Monday, February 29, 2016


“TRY NOT TO DAMAGE IT, 007…” That famous phrase from ‘Q’ in James Bond movies applied in spades to the famed Aston Martin DB5. But it also related to another Bondmobile, the Lotus Esprit S1 that served double-duty as a submarine in the 1977 film The Spy Who Loved Me.

Mat Irvine: Nicknamed Wet Nellie (as a back-referral to the Little Nellie autogiro in You Only Live Twice) it’s perhaps surprising that a proper model kit hasn’t been made until now. The ‘proper’ qualification is required, as a 1:32 scale kit from the Japanese Eidai company was released some years ago, but it was simplified, motorised, and - assuming you can find one today - can cost a fortune on Internet auction sites.

So it’s definitely time for a 1:24 scale kit, which is what Fujimi has supplied. However, there was one slight problem in the early stages, not Fujimi’s fault, but which aspect of the multi-mode vehicle should the company choose to model?

In the movie, the Esprit car-sub drives off a jetty into the sea, converts to submarine mode, does its underwater stuff, then drives out of the water and up the beach to the amazement of nearby sunbathers. But obviously it isn’t really the same vehicle. There is no way that one vehicle could do all of this, instead the movie shots were edited together from footage that used about a dozen different versions, both full size and special effects miniatures. 

Parts array (below). Note that the propeller components (centre right) are moulded in bronze-coloured plastic.

Most of the movie's road-to-water conversion used large miniatures, which showed wheels retracting and control planes extending. However, a full-size Esprit was also seen underwater in combat sequences with enemy frogmen. In reality, it was a proper underwater craft, built by a specialist US company, using the Lotus body as a shell. It was not pressurised, the interior bearing no resemblance to an Esprit, and was operated by SCUBA-equipped divers!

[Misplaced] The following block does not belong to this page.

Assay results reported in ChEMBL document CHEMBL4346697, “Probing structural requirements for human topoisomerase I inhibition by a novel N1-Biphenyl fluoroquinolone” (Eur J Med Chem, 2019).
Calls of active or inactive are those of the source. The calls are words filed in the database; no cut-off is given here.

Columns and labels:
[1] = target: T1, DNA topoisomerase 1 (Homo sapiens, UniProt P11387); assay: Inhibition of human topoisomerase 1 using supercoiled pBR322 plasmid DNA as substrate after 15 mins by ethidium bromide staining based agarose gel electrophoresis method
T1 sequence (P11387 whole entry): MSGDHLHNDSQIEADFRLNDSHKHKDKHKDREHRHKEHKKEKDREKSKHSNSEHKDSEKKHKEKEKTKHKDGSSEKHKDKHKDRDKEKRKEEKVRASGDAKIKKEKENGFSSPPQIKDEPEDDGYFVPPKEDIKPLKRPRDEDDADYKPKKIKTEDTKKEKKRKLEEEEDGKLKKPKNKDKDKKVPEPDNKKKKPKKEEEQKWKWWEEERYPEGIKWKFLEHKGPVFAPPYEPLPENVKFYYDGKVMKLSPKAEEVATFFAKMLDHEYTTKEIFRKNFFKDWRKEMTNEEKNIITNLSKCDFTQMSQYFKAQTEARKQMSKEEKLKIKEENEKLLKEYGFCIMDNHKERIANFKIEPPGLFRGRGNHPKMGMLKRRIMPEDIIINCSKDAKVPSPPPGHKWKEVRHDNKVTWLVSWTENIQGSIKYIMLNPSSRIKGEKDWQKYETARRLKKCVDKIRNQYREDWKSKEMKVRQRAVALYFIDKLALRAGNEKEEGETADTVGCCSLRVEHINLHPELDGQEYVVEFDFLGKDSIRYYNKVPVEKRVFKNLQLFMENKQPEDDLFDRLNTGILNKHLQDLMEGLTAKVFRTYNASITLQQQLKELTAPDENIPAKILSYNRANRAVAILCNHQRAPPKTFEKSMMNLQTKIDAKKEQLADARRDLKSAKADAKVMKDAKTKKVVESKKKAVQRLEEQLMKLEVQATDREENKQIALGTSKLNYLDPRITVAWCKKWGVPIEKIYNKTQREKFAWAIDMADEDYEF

Fitting the steering fins for the rear propeller section (below) to the body, which was sprayed in Humbrol Gloss White acrylic paint.

In the end, Fujimi development engineers chose to model the Esprit as it appeared underwater. All required external parts are supplied, so you get fins and propellers, but there are no wheels. The interior is a compromise, having only road-going equipment, not the specialist instrument panel used for submarine mode.

The wheel covers were left off (below) until the black pin-stripe had been positioned. I used Bare-Metal Foil for this.

However the underwater instrument panel is a bit irrelevant, as pop-up shields cover the windows underwater, so you can’t see the Fujimi Esprit’s interior clearly anyway. Frankly, the interior could be completely omitted, and it wouldn’t make much difference. However, the grilles are slatted, so the fact that model does have an interior, albeit it appears somewhat shadowy, does help with the illusion.

The body nearing completion (below) with the rest of the back trim added. 

Fujimi supplies a stock body, with open wheel wells. Extra parts are included for the wheel covers and extended control surfaces, plus a full-length underbody pan. At the rear, a whole section emerges from ‘somewhere’ (the movie chickened out and didn’t show this) with four propellers, eight steering vanes, and two large fins.

Closeup of the rear section (below) from underneath. The four strap components have just been added.

Closeup of the rear section (below) from above. The rear lights have yet to be added. They are inserted from the inside.

The interior (below) finished in bare-bones state, cemented to the underbody pan.